BAKERY Hill traders may consider class action over beautification works they say are costing them thousands of dollars.
The traders are angry their rates have gone up but their Bridge Mall car parks have often been closed off since mid-July.
Tatts for the Memory owner Kay Stevenson said the works — part of the Ballarat City Council’s Bakery Hill redevelopment project — had cost her between $3000 and $4000 in lost trade each month.
“None of us wanted this,” Ms Stevenson said.
“They’ve (the council) have put my rates up $2000 this year, but they’ve taken all my business away for months and months. This will be the death knell for all of us.”
Bakery Hill is being redeveloped into an open square concept, with grassed areas, trees, street furniture and ornamental lighting. The existing car parking is being reallocated and the rotunda moved to Kirks Reservoir.
The works were due to be finished in August, but would now not be completed until nearly the end of this month.
Ms Stevenson said car parking around the area had become a nightmare, with four of her clients in one week missing appointments due to being unable to find a park.
She also said the works didn’t resemble the original proposal, with benches and steel railings installed where the plans showed a large grassed area with trees and Victorian-style lamps.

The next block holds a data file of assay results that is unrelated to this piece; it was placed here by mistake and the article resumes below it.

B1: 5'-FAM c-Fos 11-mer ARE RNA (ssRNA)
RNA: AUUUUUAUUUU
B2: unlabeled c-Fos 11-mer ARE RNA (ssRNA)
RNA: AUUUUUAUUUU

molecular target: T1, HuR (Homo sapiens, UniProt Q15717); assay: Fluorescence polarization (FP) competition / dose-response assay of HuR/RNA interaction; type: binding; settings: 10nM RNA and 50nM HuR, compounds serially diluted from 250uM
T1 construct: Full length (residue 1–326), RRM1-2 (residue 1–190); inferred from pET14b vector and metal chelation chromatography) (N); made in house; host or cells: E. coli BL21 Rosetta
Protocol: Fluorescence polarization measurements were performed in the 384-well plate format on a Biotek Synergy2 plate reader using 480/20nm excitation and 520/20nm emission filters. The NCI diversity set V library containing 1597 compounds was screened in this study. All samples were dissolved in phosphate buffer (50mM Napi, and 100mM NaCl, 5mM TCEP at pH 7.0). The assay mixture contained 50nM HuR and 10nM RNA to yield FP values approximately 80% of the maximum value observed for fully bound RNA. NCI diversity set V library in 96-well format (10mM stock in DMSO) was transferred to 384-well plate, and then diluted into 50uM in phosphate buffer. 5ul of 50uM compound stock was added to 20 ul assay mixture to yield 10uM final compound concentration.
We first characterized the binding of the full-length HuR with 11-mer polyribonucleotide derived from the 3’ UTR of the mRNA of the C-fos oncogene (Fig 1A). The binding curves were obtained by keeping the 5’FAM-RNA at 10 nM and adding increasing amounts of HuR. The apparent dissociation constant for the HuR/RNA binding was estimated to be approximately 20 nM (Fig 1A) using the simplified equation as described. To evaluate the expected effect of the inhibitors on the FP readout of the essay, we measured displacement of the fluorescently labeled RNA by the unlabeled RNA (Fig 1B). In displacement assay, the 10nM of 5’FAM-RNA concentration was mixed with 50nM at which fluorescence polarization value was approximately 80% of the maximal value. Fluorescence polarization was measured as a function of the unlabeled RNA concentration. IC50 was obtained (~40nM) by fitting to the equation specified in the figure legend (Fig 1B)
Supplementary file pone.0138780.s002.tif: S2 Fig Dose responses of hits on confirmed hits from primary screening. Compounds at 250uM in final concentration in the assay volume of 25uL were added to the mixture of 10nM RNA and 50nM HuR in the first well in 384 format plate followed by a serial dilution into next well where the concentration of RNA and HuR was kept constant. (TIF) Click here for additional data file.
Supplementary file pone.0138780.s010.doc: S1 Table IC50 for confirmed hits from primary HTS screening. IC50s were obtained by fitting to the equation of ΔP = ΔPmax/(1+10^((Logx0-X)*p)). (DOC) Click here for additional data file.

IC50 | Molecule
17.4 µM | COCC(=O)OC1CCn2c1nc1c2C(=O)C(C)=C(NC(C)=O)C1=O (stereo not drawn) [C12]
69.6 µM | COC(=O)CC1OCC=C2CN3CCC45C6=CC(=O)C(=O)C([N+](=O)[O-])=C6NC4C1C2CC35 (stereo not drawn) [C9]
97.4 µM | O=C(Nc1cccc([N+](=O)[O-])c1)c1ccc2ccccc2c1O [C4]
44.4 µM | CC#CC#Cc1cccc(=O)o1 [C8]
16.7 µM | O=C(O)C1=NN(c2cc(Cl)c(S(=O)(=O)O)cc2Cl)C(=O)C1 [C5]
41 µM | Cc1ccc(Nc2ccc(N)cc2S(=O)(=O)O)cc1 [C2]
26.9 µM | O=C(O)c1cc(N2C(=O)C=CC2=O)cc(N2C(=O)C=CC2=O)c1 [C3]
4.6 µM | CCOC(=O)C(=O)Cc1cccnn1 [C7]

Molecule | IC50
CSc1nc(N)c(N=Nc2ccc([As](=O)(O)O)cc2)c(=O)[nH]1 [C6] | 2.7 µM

The 180 Shop owner Rob Hand said he was down “a lot” each month.
“Everybody’s in the same boat,” Mr Hand said.
“Why couldn’t they do this in the winter time? Half the car parks are blocked off in our busy times. My rates went up $2000 this year and what am I getting for it?”
Boah Organic owner Rob McNamara also said it had been a “hard slog”.
“They’ve shown no consideration.
“They lock away five spots a day and they stay out all day even if they’re not being used,” Mr McNamara said.
However, a Ballarat City Council spokesperson said the works would provide a significant economic stimulus for the Bakery Hill traders.
“That is why council has invested almost $1 million into these works, which will provide a greatly improved amenity for the area, as well as a more enjoyable shopping experience,” the spokesperson said.
“Council understands that civil works can be disruptive, but has worked with contractors to minimise impact on traders during the project.”
They also said there would be an overall loss of three car parks in the precinct, though there had been a temporary loss of some parks to allow for safe machinery and equipment moving.
“In addition to the beautification works, two extra CCTV cameras have been installed in the Bakery Hill precinct and a further three cameras have been erected at the Little Bridge Street bus interchange.”